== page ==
CPR Attempt and Sudden Cardiac Arrest Rates in the UK compared to Europe
The unfortunate nature of Sudden Cardiac Arrest (SCA) makes it difficult to preemptively guess when it’s going to occur. With no prior symptoms or pre-requisites, SCA is the world’s biggest killer with over 6 million associated deaths per year due to ventricular malfunctions.
The global survival rate is less than 1% worldwide, and around the 7-8% mark in the UK.
Although there are no symptoms, there are a few things individuals can do to reduce their chance of suffering from an SCA. Over the past few decades, poor diets lacking in essential minerals such as magnesium and potassium, a lack of appropriate types of exercise and increased smoking rates have all contributed towards the increase in SCA fatalities.
To reduce the number of SCA events, awareness, training and action around these topics need to be greatly increased.
As mentioned, the 7% survival rate in the UK seems exemplary when compared to the 1% globally. However, how does the UK measure up against other developed nations? Research conducted by European Resuscitation Council found that less than half of bystanders (or less than 50%) in the UK would intervene when they witness someone collapse. Imagine that!
This statistic that is also substantially lower than figures for other countries and regions with comparable demographics; the CPR rate in Norway is 73%, Seattle 66% & North Holland 60%. This in turn, justifies as to why their survival rates are far higher, 25%, 22% & 21% respectably.
In the United Kingdom, first aid is not currently on the national curriculum (although this will be in Secondary Education from 2020), meaning children don’t currently, and haven't had so for some time, the opportunity to learn CPR and how to confidently use a modern defibrillator, call the emergency services promptly and help to confidently manage the scene prior to EMS arriving.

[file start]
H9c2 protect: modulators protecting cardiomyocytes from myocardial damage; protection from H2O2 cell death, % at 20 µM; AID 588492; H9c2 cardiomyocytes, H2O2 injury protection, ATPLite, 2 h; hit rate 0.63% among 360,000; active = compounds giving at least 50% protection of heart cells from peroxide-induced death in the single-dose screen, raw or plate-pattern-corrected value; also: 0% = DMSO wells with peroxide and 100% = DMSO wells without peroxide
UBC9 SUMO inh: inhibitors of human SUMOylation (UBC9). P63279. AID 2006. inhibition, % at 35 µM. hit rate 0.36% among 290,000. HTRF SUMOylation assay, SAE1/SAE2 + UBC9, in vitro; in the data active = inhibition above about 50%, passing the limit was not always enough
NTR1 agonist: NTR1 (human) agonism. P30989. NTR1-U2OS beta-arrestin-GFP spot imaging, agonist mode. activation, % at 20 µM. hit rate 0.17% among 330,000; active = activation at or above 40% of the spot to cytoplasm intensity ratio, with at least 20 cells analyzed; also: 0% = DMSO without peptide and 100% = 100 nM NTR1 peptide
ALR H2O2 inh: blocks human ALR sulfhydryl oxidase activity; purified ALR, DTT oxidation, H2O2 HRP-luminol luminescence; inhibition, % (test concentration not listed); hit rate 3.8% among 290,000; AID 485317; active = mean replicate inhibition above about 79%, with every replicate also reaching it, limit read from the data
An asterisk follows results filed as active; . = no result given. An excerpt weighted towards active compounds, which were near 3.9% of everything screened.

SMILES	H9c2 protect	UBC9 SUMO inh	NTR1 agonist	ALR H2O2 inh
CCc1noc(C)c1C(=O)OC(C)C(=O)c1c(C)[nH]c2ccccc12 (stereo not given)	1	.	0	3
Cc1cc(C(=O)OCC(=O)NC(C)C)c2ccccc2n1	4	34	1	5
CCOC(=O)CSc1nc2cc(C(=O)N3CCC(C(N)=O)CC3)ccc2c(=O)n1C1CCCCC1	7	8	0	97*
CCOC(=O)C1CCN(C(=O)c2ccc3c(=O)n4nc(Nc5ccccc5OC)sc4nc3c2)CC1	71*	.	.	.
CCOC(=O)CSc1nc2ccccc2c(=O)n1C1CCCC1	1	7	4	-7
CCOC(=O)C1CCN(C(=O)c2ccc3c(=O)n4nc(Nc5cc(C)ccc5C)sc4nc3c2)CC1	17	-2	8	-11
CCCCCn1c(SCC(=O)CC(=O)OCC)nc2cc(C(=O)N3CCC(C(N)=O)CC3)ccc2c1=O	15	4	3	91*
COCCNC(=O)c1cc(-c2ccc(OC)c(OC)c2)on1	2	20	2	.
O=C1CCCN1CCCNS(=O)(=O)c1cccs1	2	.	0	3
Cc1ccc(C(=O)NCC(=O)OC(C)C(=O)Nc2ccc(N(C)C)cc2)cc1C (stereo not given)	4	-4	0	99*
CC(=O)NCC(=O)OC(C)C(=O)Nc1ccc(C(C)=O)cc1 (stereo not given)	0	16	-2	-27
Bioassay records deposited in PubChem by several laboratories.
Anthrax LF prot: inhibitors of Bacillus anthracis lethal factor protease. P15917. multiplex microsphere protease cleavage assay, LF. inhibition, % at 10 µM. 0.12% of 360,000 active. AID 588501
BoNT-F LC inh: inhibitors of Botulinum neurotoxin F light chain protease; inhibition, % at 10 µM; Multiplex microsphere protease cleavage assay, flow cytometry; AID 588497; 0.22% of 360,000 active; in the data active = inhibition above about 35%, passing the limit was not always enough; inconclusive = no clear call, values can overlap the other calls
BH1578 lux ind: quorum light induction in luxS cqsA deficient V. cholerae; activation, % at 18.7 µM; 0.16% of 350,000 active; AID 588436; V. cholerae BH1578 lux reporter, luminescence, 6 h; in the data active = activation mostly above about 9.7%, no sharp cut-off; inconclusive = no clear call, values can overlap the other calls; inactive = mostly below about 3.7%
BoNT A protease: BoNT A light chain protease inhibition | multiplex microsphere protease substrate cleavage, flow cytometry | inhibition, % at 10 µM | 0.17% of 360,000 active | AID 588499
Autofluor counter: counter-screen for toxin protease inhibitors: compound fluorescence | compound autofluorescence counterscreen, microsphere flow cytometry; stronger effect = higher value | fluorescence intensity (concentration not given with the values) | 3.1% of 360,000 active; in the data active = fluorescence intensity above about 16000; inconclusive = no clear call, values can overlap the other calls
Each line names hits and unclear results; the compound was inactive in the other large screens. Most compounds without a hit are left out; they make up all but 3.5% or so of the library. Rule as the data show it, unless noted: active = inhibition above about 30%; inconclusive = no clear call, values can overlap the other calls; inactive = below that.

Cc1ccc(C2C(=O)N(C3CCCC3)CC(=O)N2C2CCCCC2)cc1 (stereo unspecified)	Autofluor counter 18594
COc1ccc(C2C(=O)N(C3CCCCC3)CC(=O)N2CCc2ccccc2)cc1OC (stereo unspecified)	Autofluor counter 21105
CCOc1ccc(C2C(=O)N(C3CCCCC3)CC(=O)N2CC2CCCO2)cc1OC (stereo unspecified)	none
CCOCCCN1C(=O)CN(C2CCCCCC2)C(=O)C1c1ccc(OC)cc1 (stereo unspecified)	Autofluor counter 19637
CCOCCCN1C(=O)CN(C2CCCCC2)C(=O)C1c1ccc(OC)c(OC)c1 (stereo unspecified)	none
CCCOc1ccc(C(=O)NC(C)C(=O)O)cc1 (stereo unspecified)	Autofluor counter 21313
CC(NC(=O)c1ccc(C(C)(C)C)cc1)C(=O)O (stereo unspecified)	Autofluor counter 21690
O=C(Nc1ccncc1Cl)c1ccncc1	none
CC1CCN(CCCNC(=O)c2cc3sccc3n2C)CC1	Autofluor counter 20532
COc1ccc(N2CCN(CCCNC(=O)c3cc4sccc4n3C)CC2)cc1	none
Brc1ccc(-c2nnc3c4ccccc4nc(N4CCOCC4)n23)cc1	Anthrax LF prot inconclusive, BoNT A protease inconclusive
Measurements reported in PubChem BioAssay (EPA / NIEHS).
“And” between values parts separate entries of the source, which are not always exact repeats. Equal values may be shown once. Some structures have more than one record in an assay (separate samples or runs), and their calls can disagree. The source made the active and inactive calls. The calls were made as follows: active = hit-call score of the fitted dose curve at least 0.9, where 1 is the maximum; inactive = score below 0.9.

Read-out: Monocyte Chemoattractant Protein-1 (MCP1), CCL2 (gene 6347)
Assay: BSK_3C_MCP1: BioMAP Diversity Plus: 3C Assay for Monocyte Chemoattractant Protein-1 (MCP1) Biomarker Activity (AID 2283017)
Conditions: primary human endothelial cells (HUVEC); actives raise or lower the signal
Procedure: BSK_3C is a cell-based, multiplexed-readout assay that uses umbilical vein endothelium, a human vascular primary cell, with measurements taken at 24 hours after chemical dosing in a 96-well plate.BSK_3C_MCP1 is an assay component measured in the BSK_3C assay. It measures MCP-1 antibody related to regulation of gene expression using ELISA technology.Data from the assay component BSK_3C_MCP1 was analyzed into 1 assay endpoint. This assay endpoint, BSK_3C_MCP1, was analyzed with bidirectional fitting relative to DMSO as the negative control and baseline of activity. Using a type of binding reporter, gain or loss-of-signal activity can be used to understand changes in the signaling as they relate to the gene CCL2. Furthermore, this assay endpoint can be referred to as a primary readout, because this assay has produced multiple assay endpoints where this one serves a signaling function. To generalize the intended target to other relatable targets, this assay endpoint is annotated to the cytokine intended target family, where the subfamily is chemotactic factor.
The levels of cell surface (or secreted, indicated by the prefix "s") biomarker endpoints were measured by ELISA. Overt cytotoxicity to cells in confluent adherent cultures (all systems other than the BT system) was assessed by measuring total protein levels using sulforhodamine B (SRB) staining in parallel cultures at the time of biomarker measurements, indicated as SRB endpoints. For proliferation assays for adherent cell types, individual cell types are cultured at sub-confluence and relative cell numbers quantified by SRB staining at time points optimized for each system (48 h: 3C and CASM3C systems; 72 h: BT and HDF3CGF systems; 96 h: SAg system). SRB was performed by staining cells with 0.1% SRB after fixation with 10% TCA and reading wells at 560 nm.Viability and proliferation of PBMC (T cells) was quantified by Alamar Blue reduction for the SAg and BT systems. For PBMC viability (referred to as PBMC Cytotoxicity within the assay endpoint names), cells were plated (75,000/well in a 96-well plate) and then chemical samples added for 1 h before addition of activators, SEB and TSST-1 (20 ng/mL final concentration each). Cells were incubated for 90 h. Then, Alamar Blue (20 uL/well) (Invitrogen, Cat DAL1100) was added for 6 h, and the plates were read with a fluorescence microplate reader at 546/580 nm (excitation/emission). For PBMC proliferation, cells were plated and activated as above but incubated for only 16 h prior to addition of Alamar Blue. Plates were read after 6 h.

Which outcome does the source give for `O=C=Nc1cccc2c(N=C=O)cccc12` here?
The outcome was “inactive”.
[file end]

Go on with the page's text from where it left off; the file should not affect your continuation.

Teaching and educating the younger generations of our society to deal knowledgeably and confidently with cardiac emergencies (and even to sufficiently recognize them) is surely to be seen as a good investment in the future.
This concept has been adopted in Sweden & Denmark and they have had tremendous positive results.
In 2005, Danish 11-year-olds began mandatory CPR training in School, by 2011, bystander CPR doubled and out-of-hospital cardiac arrest survival tripled!
Sweden currently invest more in their healthcare than any other country in Europe, with this, exceptional prevention methods have been put in place and survival rates are double what they were 20 years ago.
To make any significant change, the UK needs to dramatically increase its awareness and education on cardiac arrest, and learn how to develop awareness of appropriate prevention measures for the general public.
The statistics clearly indicate, as well as other studies, that change is promptly required in order to raise the standards of our European counterparts, and potentially save a significant number of lives annually.
What do you think needs to change?